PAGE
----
Numerous types of cancer exist. More than 7,300 people have been diagnosed with some form of the disease just this year in Idaho, according to the American Cancer Society. Nationally, breast cancer is the leading type among women (30 percent), followed by lung and bronchus cancer (12 percent). Prostate cancer is the leading type among men (19 percent), followed by lung and bronchus (14 percent). Colon and rectum cancer are listed third among the most frequently diagnosed cancers of men (9 percent) and women (8 percent). Cancer of the uterus (7 percent, women) and urinary bladder cancer (7 percent, men) are listed as the fourth most diagnosed form of the disease among the sexes.
Usually, a network of support exists for people who've been diagnosed with cancer. Not only is it tough on the person diagnosed, McFarlin said, but such news is tough on family members and friends.
Ramirez said her door is always open for students who might want to ask questions or talk about their feelings, whether they’re concerned about receiving treatment themselves or are worried about a family member of friend.
Some cancer patients and/or survivors might not want to talk about their experiences, but Ramirez said she is willing to share her experiences and answer questions whenever someone in need might want to talk. The important things is that people receive regular health checkups and, if ever they receive bad news, know that with today’s advancements such news is not always a death sentence. There is hope, she said.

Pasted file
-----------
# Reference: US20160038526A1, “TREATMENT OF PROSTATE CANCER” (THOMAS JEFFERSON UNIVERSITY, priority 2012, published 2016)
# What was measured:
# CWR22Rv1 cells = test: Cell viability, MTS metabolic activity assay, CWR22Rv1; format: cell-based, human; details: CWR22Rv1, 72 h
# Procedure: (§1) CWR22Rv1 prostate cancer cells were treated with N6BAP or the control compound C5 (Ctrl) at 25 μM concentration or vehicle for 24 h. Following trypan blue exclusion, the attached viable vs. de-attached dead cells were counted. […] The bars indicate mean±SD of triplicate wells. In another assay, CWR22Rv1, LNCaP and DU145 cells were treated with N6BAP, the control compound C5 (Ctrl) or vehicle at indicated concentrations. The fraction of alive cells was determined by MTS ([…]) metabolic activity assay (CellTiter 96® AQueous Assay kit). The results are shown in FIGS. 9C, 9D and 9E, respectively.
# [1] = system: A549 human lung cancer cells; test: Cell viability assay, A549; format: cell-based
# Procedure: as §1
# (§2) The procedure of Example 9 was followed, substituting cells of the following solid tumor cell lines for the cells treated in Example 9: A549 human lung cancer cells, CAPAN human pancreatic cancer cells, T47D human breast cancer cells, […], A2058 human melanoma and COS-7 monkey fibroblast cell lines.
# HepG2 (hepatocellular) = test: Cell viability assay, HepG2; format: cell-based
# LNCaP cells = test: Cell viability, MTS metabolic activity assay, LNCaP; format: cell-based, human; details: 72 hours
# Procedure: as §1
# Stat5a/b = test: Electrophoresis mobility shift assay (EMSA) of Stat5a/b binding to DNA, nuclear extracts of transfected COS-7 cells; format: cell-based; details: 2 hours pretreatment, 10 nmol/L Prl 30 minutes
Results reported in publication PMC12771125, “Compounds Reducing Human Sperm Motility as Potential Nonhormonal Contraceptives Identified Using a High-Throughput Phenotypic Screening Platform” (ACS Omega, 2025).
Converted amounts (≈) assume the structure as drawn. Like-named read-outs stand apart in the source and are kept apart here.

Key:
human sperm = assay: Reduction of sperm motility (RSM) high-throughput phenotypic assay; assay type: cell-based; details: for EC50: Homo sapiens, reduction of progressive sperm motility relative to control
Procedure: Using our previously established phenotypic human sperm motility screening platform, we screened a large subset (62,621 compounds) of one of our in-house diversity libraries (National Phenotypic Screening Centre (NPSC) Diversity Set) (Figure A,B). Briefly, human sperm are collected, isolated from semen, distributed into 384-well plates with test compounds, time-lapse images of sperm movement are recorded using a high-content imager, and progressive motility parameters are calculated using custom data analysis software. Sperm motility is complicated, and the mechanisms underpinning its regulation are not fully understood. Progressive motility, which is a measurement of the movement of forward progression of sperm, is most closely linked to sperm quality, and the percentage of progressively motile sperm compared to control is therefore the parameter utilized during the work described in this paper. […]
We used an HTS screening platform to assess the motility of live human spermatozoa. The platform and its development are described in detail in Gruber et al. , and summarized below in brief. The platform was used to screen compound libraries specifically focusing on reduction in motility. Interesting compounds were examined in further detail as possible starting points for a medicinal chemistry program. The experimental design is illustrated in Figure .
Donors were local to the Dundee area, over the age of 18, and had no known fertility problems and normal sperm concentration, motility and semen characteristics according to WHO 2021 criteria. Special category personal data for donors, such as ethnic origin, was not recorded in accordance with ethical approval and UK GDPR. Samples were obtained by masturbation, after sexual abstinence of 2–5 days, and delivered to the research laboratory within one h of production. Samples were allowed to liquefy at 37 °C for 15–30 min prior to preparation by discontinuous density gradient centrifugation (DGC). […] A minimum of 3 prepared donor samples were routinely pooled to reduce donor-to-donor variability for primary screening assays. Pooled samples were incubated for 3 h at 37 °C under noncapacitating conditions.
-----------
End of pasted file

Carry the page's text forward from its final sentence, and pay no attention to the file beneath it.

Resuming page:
As part of O’Leary’s fundraising activities, some students – members of the school’s 11-year-old Shaved Heads Club – will shave their heads in support of those going through cancer treatments.
“I call these our rock star students,” McFarlin said, while Ramirez said they are her superheroes.
The activities this week at the school will culminate with a carnival on Friday. Students and staff that day that will dress in purple, representing Relay For Life, and each grade will have allotted times throughout the day to participate in the fun.
Ramirez said even though cancer is a dour topic, the school tries to make fundraising a fun experience for the students. Her philosophy: "Life is not always going to be perfect," she said. "When you get lemons, make lemonade."
The carnival is where most of the fundraising is achieved, McFarlin said, and the school appreciates all of the donors and participants. Filer Fire District donates a dunk tank every year, for instance, and many parents and organizations give their time and donations.
All proceeds – 100 percent, the teachers said – go toward the American Cancer Society.
Ramirez said there’s another reason the annual fundraising activities are important for students: it lets them know that education doesn’t only take place in the classroom; there are opportunities outside of academics to learn, stretch their minds, and help others.
“These students are my heroes,” she said, noting that since her diagnosis in 2005 she’s made many lasting relationships over the years. “They give up their time and money and energy so, hopefully, other people don’t have to go through what I did.”